SPINAL MANIPULATION THERAPY: IS IT ALL ABOUT THE BRAIN? A CURRENT REVIEW OF THE NEUROPHYSIOLOGICAL EFFECTS OF MANIPULATION
 
   

Spinal Manipulation Therapy: Is It All About the Brain?
A Current Review of the Neurophysiological Effects of Manipulation

This section was compiled by Frank M. Painter, D.C.
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  Frankp@chiro.org
 
   

FROM:   Journal of Integrative Medicine 2019 (Sep);   17 (5):   328–337 ~ FULL TEXT

Giles Gyer, Jimmy Michael, James Inklebarger, Jaya Shanker Tedla

The London College of Osteopathic Medicine,
London NW1 6QH, United Kingdom.
info@osteon.co.uk


Spinal manipulation has been an effective intervention for the management of various musculoskeletal disorders. However, the mechanisms underlying the pain modulatory effects of spinal manipulation remain elusive. Although both biomechanical and neurophysiological phenomena have been thought to play a role in the observed clinical effects of spinal manipulation, a growing number of recent studies have indicated peripheral, spinal and supraspinal mechanisms of manipulation and suggested that the improved clinical outcomes are largely of neurophysiological origin.

In this article, we reviewed the relevance of various neurophysiological theories with respect to the findings of mechanistic studies that demonstrated neural responses following spinal manipulation. This article also discussed whether these neural responses are associated with the possible neurophysiological mechanisms of spinal manipulation. The body of literature reviewed herein suggested some clear neurophysiological changes following spinal manipulation, which include neural plastic changes, alteration in motor neuron excitability, increase in cortical drive and many more. However, the clinical relevance of these changes in relation to the mechanisms that underlie the effectiveness of spinal manipulation is still unclear. In addition, there were some major methodological flaws in many of the reviewed studies. Future mechanistic studies should have an appropriate study design and methodology and should plan for a long-term follow-up in order to determine the clinical significance of the neural responses evoked following spinal manipulation.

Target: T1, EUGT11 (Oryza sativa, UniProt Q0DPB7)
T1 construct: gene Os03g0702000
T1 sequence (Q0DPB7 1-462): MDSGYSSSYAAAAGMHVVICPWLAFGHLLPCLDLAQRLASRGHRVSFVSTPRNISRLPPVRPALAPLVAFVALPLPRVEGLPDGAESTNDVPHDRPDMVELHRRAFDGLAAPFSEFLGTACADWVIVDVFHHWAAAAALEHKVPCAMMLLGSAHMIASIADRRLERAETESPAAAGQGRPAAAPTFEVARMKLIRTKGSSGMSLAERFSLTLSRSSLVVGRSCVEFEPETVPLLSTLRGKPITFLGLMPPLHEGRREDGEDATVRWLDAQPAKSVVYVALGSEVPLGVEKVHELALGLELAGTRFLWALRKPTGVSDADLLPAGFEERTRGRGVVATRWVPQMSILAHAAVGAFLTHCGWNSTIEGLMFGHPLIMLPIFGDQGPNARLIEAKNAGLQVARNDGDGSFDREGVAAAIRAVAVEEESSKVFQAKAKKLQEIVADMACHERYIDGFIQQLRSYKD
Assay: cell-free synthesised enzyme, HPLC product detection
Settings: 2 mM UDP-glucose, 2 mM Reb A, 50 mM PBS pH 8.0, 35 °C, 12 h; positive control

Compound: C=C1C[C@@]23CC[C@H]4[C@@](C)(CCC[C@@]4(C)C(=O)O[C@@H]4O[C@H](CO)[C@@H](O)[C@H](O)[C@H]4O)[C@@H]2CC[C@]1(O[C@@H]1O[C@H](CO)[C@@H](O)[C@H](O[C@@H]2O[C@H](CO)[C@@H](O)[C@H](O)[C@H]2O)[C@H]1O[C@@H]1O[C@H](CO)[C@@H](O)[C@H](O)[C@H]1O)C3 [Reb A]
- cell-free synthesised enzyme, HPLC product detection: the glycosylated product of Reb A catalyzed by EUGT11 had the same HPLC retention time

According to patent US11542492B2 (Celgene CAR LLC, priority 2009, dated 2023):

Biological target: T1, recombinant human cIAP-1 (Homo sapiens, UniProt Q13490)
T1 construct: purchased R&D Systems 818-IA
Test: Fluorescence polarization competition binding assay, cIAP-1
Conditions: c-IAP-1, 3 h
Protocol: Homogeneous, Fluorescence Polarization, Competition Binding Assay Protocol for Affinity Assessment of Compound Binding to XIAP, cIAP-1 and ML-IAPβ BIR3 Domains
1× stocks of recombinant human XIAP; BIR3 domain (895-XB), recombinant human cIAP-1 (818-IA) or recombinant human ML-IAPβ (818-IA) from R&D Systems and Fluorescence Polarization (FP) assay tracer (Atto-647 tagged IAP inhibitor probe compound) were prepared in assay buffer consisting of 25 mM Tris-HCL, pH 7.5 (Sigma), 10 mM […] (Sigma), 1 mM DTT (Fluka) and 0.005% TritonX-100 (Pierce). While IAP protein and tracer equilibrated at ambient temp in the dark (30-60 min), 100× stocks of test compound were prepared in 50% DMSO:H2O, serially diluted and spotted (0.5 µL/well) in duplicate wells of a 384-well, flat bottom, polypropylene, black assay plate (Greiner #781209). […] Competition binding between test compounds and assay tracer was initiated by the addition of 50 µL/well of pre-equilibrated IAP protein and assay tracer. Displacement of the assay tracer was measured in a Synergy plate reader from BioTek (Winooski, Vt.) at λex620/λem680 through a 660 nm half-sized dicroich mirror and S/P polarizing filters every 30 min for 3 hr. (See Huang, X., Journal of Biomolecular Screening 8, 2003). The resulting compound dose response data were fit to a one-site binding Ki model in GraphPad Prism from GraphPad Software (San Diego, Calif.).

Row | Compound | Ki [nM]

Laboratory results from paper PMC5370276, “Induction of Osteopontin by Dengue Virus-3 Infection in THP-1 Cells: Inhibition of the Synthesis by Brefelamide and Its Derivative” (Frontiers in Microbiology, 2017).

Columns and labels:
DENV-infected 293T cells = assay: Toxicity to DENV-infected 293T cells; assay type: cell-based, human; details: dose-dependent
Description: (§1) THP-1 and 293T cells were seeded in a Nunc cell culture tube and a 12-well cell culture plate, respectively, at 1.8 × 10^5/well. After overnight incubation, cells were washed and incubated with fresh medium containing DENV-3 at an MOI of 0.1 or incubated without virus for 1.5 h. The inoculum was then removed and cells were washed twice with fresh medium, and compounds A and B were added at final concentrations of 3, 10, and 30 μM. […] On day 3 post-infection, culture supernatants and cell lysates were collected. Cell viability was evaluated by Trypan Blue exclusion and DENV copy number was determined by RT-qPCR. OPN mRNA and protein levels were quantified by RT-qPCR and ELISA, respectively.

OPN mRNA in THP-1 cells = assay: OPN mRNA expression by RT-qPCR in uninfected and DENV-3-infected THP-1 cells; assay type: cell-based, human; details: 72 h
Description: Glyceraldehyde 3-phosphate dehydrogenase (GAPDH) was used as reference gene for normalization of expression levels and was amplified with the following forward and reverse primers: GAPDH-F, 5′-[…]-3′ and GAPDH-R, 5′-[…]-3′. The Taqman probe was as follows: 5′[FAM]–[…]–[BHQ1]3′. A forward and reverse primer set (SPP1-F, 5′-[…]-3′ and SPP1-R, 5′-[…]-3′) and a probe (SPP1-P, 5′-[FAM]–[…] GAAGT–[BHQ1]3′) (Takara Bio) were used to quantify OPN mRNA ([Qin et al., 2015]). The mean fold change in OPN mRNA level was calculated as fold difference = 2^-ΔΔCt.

KEYWORDS:   Complementary therapies; Occupational injuries; Occupational therapists; Physical therapists; Public health



From the FULL TEXT Article:

Introduction

Spinal manipulation is a specialized form of manual therapy that uses non-invasive, “handson” treatment techniques to treat musculoskeletal pain and disability. The therapy has proven to be an effective treatment option for the management of various musculoskeletal disorders and is practiced worldwide by health-care practitioners from various specialities, including osteopaths, chiropractors, naturopathic physicians and physiotherapists. However, little is yet understood about the physiological mechanisms of this therapy, especially how it exerts its pain modulatory effects. Over the past decade, many theories have been proposed to explain the mechanisms of spinal manipulation [1–4], but the available data from mechanistic studies are insufficient to clarify the short- or long-term clinical outcomes of manipulation.

Most of the early theories proposed to explain the analgesic and hypoalgesic effects of spinal manipulation were heavily focused on the biomechanical changes following the intervention [1–3]. In recent years, however, there has been a paradigm shift towards a neurophysiological mechanism of spinal manipulation, as an increasing number of recent studies have reported various neural effects of spinal manipulation such as changes in somatosensory processing, muscle-reflexogenic responses, central motor excitability, motor neurone activity, neuroplastic brain changes, Hoffmann reflex (H-reflex) responses, sympathetic activity and central sensitisation [5–11]. These studies have suggested a cascade of neurochemical responses in the central and peripheral nervous system following spinal manipulation. Hence, it has been hypothesised that the observed pain modulatory effects of spinal manipulation are largely due to neurophysiological mechanisms mediated by peripheral, spinal and supraspinal structures. These mechanisms have been thought to be triggered by mechanical stimulus or biomechanical forces applied during the manipulative act.